In a current audio processing application, I am working entirely in the time domain using IIR filters. This is so I can use an audio buffer of just 3 or 4 samples and can guarantee that there will be some form of audio output within that frame.

If I were to switch to FIR based filters (to reduce filter ringing time as outlined in this question), I would probably need to use an FFT-based overlap-add technique to maintain processing efficiency. As I see it, I would have to fill an FFT frame buffer with samples before I would be able to do the transforms. This would add an intrinsic latency to the algorithm proportional to the number of samples used to calculate the FFT. Am I missing a trick?


You are correct. FFT based processing adds inherent latency to your system. However there are ways to tweak this.

Let's assume you have an FIR filter of length "N". This can be implement FFT-based using the standard overlap add or overlap save method, where the FFT length would be 2*N. Overall system latency will also be roughly 2*N: you need to accumulate a frame of N samples and then while you are accumulating the next input frame, do the math on the current frame. By the time the second frame has been accumulated (time offset 2*N), the first frame is ready to go out. If you have a fast CPU you can speed this up somewhat by using different alignment for input and output frames but that's typically more bother than it's worth.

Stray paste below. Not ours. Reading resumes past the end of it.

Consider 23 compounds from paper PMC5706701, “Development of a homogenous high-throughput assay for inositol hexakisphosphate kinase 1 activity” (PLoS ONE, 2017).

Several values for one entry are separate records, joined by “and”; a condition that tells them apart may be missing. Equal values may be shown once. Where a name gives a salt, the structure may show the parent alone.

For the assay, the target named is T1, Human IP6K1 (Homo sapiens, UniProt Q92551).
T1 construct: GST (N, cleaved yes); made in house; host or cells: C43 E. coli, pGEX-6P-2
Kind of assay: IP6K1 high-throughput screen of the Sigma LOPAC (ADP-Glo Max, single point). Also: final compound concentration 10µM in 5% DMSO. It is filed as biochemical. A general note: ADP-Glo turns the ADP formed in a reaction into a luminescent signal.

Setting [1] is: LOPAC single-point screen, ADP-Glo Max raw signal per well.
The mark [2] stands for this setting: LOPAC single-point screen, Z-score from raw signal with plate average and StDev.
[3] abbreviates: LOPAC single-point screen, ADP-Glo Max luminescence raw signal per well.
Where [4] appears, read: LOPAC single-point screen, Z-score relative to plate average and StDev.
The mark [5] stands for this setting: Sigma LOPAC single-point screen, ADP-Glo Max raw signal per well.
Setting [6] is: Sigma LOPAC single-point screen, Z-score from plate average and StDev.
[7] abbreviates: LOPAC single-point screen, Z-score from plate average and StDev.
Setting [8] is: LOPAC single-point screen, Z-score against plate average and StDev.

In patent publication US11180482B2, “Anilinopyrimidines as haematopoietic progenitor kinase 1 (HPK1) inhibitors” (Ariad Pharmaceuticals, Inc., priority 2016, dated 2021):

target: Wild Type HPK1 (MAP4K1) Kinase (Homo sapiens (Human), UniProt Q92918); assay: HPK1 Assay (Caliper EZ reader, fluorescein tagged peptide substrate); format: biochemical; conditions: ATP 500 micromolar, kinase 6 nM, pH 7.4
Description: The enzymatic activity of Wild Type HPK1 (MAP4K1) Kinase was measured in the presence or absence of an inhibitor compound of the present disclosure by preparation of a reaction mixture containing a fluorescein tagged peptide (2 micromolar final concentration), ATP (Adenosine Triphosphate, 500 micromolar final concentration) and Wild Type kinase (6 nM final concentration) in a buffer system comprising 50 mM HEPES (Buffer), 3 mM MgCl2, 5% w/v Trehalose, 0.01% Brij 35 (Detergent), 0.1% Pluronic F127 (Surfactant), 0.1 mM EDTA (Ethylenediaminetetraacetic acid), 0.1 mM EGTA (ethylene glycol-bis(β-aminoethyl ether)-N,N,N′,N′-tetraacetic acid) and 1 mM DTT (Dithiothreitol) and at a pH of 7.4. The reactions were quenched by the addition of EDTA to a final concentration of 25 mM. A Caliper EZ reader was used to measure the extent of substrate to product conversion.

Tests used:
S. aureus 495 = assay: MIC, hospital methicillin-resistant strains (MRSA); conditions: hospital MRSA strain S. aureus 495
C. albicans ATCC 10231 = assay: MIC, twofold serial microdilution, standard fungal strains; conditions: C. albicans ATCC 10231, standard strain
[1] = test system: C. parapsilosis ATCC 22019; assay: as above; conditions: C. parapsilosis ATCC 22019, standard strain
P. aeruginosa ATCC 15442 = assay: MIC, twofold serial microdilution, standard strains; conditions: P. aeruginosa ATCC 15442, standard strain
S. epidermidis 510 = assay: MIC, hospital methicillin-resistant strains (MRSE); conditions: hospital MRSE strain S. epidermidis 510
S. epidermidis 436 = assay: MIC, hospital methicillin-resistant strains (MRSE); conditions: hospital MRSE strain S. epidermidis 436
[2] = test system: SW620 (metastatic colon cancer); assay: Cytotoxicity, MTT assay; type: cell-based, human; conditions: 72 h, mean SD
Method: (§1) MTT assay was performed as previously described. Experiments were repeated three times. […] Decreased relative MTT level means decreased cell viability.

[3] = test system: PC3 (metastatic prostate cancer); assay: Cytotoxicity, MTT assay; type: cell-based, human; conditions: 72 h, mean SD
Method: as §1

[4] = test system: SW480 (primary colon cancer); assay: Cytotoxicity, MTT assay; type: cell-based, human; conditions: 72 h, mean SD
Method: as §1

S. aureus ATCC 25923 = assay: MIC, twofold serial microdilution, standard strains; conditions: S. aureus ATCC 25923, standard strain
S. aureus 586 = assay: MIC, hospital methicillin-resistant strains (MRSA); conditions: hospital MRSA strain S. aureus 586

You can also break down the filter into K smaller blocks of length M, i.e. N = K*M. The FFT only needs to be done over M input samples and the delay and accumulation over the multiple filter sections is done in the frequency domain. Bill Gardner described a few flavors of that here: http://www.cs.ust.hk/mjg_lib/bibs/DPSu/DPSu.Files/Ga95.PDF It's often referred to as a "Block Convolver".

This allows to basically trade-off latency against efficiency and it provides a continuum between the direct FIR and the full-sized overlap add method. A nice side-effect of the Block Convolver is that the total filter length doesn't have to be a power of 2. For example you can implement a filter of 768 tabs as 6 blocks of 128 without any significant loss of efficiency.

  • $\begingroup$ Nice tip about the block convolver! Thanks $\endgroup$
    – learnvst
    Jun 1 '12 at 16:37

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